I decided to do something new this year and every first Saturday of the month I talk about one of the games on my shelf. I go into brief details about it for no particular reason, mostly because these are widely known and played. I think it is just another way for me to keep records.
There is only one reason that I would not recommend this to a wider audience, it is designed to be played by two players and two players only.
I must also admit to being mildly uncomfortable with the appropriation of a place by people who are definitely not from the city or country, but the longer I have been playing board games, I have realised that this is not an isolated incident, and the ‘theme’ of games are chosen more due to the mechanisms and storyline that they want the players to follow.
This is a simple game to introduce, teach and play. There are three rounds, and it is a best of three (a throwback to my college times where I tried to use that to my advantage) situation.
There are six types of goods to be traded, of varying value and availability. Three of these can only be traded when you have collected a minimum of three; the rest do not have such holdups. There is a hand limit, and then there are the camels. Camels are wilds that stay out in the open, do not count towards your hand limit and can be used to trade for the actual goods in the market. The person with the most camels at the end gets a bonus.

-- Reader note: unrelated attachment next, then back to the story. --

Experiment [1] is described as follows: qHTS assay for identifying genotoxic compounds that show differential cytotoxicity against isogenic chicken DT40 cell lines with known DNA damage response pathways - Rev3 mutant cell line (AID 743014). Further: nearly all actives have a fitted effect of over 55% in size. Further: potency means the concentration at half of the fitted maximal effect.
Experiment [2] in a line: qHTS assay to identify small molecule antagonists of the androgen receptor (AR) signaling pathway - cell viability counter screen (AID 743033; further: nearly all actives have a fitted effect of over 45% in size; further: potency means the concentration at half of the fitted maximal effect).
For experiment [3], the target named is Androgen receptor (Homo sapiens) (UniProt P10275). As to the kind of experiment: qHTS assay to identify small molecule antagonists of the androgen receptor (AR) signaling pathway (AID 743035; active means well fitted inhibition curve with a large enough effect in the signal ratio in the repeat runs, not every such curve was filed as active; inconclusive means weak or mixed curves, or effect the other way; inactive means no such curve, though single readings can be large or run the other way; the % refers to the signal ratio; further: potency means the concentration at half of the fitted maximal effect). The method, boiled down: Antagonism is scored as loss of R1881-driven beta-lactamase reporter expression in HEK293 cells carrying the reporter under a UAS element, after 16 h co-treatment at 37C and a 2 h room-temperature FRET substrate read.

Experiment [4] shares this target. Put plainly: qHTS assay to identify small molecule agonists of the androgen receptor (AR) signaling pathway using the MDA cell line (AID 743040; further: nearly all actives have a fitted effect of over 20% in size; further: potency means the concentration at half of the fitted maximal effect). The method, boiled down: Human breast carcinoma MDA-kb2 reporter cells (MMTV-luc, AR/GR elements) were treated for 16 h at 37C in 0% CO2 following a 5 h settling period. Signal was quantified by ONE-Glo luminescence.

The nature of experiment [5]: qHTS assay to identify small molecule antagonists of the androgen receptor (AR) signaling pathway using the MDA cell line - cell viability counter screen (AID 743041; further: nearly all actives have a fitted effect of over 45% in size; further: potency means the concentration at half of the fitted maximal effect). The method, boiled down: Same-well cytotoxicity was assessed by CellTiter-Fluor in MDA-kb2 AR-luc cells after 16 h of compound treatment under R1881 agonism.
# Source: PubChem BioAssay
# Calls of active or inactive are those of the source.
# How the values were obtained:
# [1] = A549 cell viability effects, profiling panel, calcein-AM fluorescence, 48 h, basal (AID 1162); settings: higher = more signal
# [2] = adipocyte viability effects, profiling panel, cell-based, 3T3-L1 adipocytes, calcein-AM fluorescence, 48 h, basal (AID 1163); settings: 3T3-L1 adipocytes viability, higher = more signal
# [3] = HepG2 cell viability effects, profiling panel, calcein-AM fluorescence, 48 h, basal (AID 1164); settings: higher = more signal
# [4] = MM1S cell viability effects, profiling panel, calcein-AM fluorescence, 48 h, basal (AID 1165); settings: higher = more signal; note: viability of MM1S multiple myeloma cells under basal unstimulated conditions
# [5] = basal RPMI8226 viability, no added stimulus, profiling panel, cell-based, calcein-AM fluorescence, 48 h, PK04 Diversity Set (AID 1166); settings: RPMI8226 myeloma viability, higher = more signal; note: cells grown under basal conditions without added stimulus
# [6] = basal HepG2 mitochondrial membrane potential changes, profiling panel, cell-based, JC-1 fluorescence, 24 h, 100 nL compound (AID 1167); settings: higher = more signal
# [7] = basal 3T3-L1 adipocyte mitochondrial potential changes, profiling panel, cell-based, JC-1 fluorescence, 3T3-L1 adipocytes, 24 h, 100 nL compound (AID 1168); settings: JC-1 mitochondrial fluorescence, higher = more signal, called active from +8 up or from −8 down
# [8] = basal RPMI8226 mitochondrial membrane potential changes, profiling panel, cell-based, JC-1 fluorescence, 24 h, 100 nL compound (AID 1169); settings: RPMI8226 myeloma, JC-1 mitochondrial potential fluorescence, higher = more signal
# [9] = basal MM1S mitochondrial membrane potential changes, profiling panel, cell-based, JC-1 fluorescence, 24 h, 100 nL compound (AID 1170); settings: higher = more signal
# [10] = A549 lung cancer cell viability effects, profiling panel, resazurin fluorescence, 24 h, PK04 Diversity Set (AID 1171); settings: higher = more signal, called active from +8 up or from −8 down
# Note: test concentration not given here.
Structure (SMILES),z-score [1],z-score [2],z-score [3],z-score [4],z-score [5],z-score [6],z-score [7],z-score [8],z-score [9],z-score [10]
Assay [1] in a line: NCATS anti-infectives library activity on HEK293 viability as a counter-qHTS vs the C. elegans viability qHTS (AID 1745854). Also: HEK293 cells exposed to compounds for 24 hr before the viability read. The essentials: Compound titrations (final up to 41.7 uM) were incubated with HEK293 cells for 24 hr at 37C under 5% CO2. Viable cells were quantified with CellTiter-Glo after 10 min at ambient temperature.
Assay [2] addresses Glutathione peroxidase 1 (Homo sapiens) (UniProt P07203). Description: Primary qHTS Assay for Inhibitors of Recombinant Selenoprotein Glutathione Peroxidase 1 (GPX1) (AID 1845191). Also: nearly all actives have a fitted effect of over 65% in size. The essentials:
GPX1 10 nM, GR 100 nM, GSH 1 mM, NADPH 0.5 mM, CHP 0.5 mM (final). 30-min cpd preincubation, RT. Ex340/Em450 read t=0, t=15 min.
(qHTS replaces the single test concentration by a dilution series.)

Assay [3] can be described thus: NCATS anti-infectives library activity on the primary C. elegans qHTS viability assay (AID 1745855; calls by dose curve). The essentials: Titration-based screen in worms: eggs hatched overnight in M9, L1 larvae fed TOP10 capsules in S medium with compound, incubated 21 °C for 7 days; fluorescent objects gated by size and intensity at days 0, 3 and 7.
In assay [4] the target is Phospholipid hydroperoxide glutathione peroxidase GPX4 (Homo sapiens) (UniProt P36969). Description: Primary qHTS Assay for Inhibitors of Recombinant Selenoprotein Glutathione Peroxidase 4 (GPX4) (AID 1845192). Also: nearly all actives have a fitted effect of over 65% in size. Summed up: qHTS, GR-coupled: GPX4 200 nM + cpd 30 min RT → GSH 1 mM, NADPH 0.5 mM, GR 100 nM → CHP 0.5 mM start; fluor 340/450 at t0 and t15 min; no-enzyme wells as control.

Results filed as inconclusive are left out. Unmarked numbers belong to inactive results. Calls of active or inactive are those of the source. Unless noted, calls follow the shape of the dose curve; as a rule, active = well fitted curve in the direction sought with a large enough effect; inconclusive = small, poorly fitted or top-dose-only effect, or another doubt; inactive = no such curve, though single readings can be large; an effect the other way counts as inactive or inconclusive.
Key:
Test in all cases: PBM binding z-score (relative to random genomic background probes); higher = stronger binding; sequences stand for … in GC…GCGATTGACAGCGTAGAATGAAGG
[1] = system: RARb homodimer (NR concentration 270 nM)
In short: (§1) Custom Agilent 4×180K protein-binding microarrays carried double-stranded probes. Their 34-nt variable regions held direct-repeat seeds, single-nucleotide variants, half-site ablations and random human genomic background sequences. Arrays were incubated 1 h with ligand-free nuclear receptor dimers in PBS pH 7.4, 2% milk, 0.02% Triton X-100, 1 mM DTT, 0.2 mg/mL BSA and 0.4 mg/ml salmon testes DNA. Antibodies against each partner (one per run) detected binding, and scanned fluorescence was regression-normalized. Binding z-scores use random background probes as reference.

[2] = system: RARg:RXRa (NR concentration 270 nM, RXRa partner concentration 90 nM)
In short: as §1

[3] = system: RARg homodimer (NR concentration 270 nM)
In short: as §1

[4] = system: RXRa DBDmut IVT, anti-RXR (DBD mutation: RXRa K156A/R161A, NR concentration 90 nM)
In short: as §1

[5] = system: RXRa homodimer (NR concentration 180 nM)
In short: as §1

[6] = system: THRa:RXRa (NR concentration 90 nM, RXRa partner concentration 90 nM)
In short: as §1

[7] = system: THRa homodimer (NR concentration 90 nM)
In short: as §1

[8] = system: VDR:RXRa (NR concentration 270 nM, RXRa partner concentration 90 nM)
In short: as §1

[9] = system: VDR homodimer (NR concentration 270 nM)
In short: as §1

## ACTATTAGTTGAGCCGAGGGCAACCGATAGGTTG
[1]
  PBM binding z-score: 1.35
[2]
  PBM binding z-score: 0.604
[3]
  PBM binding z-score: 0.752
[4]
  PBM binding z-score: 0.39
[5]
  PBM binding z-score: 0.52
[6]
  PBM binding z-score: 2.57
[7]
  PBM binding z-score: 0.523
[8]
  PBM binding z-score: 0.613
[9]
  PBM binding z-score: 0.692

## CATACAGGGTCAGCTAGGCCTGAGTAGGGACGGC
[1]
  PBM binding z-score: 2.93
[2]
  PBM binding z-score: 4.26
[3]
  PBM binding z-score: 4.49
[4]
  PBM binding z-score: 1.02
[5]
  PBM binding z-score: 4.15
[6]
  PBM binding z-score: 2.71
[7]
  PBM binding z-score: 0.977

We begin with five cards in the market (three of them have to be camels). If you want to take only one good, you can (and then replenish). If you want more than that, you can give an equal number of cards to the market, and swap/trade them out. The actual trading for money gets decreasingly advantageous with every trade of this type.
So essentially, you have to play a very nuanced game of waiting and/or making a move in such a way that you are left with the upper hand. There is an additional bonus for making a bigger trade in one move. The minute the money(points) for three goods is over, the round is as well. This timer works well in keeping it swift.
I didn’t really need to go into the rules because it is a popular game, and the rule book works well. I still did it because these mechanisms are what make the game tick. There is no extra emotion or story in the box. You can put the cards and tokens in a small bag and even carry them for travel. When we first got it, we played it quite often. Its appeal has waned, but since it only needs a quick refresher, it is not a bad bet to suggest on game night!